Joseph Dirand’s Cool, Calm, & Collected Style

There are people who have a sense of style that’s unmistakably cool — someone like Jack Kerouac in the 50s or Miles Davis in the 60s. I think of Joseph Dirand as the interior design equivalent of coolness for the current decade. The Parisian designer combines mid-century influences with forms that pull from varied 21st century references — everything from technology to bikes to tailored menswear.

For such a young and relatively new-on-the-scene designer, this avowal of coolness might seem like a risky statement to make, but I’m not alone. Wallpaper Magazine called him out in their 2010 Design Awards (they honored his interior designs for the Habita Hotel in Monterrey, Mexico), while French Architectural Digest named him in their 2008 “Icons of Design” awards.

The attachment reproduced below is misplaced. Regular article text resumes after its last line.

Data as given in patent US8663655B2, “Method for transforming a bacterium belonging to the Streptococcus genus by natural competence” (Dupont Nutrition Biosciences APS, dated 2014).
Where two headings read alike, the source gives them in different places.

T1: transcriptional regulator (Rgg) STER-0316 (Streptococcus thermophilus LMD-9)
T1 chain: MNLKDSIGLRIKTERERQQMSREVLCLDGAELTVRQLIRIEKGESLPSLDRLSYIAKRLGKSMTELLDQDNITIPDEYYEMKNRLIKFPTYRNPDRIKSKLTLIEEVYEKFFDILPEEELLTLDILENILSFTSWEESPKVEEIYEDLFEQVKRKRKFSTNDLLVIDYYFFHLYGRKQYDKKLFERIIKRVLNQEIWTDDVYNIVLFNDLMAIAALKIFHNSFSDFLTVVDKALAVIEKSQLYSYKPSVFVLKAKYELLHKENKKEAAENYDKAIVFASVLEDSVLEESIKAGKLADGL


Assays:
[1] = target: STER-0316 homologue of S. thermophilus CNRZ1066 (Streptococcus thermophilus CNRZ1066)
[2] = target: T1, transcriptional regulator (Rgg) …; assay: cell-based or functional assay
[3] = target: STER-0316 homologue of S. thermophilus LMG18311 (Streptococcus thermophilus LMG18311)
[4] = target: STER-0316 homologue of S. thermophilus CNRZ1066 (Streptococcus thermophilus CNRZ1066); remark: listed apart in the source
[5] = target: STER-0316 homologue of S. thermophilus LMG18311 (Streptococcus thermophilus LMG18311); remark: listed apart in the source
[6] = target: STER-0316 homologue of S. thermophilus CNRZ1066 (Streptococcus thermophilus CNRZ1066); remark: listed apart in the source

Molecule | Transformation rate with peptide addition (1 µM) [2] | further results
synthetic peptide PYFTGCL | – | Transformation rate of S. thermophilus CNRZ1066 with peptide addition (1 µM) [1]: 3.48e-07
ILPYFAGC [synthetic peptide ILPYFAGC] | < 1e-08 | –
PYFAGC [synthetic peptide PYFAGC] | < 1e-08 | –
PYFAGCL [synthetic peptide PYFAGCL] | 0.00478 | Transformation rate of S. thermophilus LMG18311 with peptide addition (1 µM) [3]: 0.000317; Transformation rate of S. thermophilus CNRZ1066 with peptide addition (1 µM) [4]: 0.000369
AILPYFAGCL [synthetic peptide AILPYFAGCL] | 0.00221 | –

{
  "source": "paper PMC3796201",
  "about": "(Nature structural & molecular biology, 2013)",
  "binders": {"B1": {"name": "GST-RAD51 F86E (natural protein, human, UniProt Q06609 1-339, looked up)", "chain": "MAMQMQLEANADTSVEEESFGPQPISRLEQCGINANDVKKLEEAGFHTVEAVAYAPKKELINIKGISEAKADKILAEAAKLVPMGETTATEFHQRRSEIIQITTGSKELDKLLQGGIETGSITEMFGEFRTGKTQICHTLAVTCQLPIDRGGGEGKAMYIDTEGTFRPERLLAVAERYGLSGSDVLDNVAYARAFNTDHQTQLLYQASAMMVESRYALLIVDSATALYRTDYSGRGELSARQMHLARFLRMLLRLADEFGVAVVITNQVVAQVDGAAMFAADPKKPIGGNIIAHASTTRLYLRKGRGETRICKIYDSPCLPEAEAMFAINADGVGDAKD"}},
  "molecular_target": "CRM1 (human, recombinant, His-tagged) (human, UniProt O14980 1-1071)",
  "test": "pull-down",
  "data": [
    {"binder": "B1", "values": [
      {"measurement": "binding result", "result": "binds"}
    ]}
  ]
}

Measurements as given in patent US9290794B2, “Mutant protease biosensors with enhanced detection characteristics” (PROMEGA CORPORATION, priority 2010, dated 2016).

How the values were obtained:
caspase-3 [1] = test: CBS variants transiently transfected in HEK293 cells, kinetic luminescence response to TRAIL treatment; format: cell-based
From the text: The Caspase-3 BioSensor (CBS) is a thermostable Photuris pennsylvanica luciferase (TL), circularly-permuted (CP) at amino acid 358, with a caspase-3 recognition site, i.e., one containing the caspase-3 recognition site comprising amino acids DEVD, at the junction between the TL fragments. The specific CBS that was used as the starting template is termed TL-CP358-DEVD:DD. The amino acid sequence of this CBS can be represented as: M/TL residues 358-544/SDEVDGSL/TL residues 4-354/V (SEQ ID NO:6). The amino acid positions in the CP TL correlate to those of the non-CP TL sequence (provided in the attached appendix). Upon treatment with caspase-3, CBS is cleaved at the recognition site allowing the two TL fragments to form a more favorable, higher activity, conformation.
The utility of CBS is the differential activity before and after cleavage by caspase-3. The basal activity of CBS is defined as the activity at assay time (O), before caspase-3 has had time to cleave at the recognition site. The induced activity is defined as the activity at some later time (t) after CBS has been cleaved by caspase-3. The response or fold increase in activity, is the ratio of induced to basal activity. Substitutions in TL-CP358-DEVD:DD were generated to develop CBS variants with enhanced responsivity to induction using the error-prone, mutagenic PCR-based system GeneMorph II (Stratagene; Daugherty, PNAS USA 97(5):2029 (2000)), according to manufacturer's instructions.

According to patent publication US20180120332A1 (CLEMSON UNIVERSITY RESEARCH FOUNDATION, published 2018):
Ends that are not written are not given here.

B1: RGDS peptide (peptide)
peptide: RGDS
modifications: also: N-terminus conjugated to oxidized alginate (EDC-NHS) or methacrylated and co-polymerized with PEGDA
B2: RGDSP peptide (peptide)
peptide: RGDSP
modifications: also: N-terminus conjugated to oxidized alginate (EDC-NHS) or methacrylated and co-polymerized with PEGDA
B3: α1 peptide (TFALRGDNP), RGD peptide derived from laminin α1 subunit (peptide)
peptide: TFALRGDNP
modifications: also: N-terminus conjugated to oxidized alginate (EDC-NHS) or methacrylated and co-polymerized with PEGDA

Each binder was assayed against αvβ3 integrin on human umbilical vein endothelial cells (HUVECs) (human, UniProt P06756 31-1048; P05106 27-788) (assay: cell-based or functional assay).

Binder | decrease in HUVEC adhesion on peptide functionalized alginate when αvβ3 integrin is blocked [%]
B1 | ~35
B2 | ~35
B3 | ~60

His rooms are minimal; usually employ a neutral palette of black, white, and gray; and have an airy, arty sensibility. Design elements that tend to appear repeatedly include furniture by modern greats like Prouvé and Saarinen mixed with vintage signage, sculptural pendant lamps, the occasional Georgia O’Keefe-style cow skull mounted to the wall, and suit jackets as accent pieces, a la Joseph Beuys.

For a deeper look into the designer’s portofolio, visit his site.

• Habita Monterrey, Mexico (1-2)
• Hotel Distrito Capital, Mexico City (3-4)
• Home in St. Girons, France (5)
• Holsnyder, Paris (6)
• Balmain, Paris (7-8)
• Interior in Malta (9)
• 5th Avenue Apartment, New York City (10)

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